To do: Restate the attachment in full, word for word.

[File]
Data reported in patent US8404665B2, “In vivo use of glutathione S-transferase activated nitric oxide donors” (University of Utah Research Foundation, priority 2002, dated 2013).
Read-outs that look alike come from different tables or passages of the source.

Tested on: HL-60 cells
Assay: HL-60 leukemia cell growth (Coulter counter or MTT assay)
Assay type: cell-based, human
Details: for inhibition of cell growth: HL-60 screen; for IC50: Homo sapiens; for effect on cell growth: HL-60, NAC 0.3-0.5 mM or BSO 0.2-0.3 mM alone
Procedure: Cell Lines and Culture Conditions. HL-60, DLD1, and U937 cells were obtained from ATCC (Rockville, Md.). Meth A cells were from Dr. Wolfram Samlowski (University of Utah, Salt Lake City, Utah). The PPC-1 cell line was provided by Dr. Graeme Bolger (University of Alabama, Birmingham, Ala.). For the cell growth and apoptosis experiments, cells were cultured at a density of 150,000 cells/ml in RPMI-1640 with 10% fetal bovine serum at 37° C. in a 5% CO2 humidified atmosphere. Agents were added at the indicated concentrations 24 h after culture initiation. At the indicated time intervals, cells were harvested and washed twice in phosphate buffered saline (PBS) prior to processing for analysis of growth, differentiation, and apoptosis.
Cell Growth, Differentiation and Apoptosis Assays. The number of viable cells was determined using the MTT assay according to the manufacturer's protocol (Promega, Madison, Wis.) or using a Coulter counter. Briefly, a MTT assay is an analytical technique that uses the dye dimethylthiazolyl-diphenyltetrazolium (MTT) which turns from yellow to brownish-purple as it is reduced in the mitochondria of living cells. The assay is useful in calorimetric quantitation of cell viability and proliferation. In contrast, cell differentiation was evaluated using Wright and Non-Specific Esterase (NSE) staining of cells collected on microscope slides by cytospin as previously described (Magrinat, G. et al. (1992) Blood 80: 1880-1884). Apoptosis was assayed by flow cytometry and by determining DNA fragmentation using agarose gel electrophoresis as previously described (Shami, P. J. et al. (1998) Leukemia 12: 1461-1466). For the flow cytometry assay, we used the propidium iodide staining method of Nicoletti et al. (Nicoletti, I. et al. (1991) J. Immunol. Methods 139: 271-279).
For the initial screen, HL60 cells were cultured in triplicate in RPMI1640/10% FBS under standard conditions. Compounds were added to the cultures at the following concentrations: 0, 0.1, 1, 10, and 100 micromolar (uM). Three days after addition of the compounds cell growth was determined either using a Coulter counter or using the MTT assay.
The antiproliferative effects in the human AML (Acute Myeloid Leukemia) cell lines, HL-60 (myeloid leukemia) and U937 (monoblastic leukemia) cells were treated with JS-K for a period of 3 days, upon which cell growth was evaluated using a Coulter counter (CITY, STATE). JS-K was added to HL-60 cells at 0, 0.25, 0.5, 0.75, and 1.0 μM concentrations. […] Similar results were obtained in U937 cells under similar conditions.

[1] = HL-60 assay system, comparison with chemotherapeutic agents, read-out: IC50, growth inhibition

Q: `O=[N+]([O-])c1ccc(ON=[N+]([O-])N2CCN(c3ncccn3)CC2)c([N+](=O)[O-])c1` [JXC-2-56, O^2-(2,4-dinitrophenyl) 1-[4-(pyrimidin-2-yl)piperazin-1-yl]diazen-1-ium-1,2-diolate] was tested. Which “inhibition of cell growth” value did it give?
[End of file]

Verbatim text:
Data reported in patent US8404665B2, “In vivo use of glutathione S-transferase activated nitric oxide donors” (University of Utah Research Foundation, priority 2002, dated 2013).
Read-outs that look alike come from different tables or passages of the source.

Tested on: HL-60 cells
Assay: HL-60 leukemia cell growth (Coulter counter or MTT assay)
Assay type: cell-based, human
Details: for inhibition of cell growth: HL-60 screen; for IC50: Homo sapiens; for effect on cell growth: HL-60, NAC 0.3-0.5 mM or BSO 0.2-0.3 mM alone
Procedure: Cell Lines and Culture Conditions. HL-60, DLD1, and U937 cells were obtained from ATCC (Rockville, Md.). Meth A cells were from Dr. Wolfram Samlowski (University of Utah, Salt Lake City, Utah). The PPC-1 cell line was provided by Dr. Graeme Bolger (University of Alabama, Birmingham, Ala.). For the cell growth and apoptosis experiments, cells were cultured at a density of 150,000 cells/ml in RPMI-1640 with 10% fetal bovine serum at 37° C. in a 5% CO2 humidified atmosphere. Agents were added at the indicated concentrations 24 h after culture initiation. At the indicated time intervals, cells were harvested and washed twice in phosphate buffered saline (PBS) prior to processing for analysis of growth, differentiation, and apoptosis.
Cell Growth, Differentiation and Apoptosis Assays. The number of viable cells was determined using the MTT assay according to the manufacturer's protocol (Promega, Madison, Wis.) or using a Coulter counter. Briefly, a MTT assay is an analytical technique that uses the dye dimethylthiazolyl-diphenyltetrazolium (MTT) which turns from yellow to brownish-purple as it is reduced in the mitochondria of living cells. The assay is useful in calorimetric quantitation of cell viability and proliferation. In contrast, cell differentiation was evaluated using Wright and Non-Specific Esterase (NSE) staining of cells collected on microscope slides by cytospin as previously described (Magrinat, G. et al. (1992) Blood 80: 1880-1884). Apoptosis was assayed by flow cytometry and by determining DNA fragmentation using agarose gel electrophoresis as previously described (Shami, P. J. et al. (1998) Leukemia 12: 1461-1466). For the flow cytometry assay, we used the propidium iodide staining method of Nicoletti et al. (Nicoletti, I. et al. (1991) J. Immunol. Methods 139: 271-279).
For the initial screen, HL60 cells were cultured in triplicate in RPMI1640/10% FBS under standard conditions. Compounds were added to the cultures at the following concentrations: 0, 0.1, 1, 10, and 100 micromolar (uM). Three days after addition of the compounds cell growth was determined either using a Coulter counter or using the MTT assay.
The antiproliferative effects in the human AML (Acute Myeloid Leukemia) cell lines, HL-60 (myeloid leukemia) and U937 (monoblastic leukemia) cells were treated with JS-K for a period of 3 days, upon which cell growth was evaluated using a Coulter counter (CITY, STATE). JS-K was added to HL-60 cells at 0, 0.25, 0.5, 0.75, and 1.0 μM concentrations. […] Similar results were obtained in U937 cells under similar conditions.

[1] = HL-60 assay system, comparison with chemotherapeutic agents, read-out: IC50, growth inhibition

Q: `O=[N+]([O-])c1ccc(ON=[N+]([O-])N2CCN(c3ncccn3)CC2)c([N+](=O)[O-])c1` [JXC-2-56, O^2-(2,4-dinitrophenyl) 1-[4-(pyrimidin-2-yl)piperazin-1-yl]diazen-1-ium-1,2-diolate] was tested. Which “inhibition of cell growth” value did it give?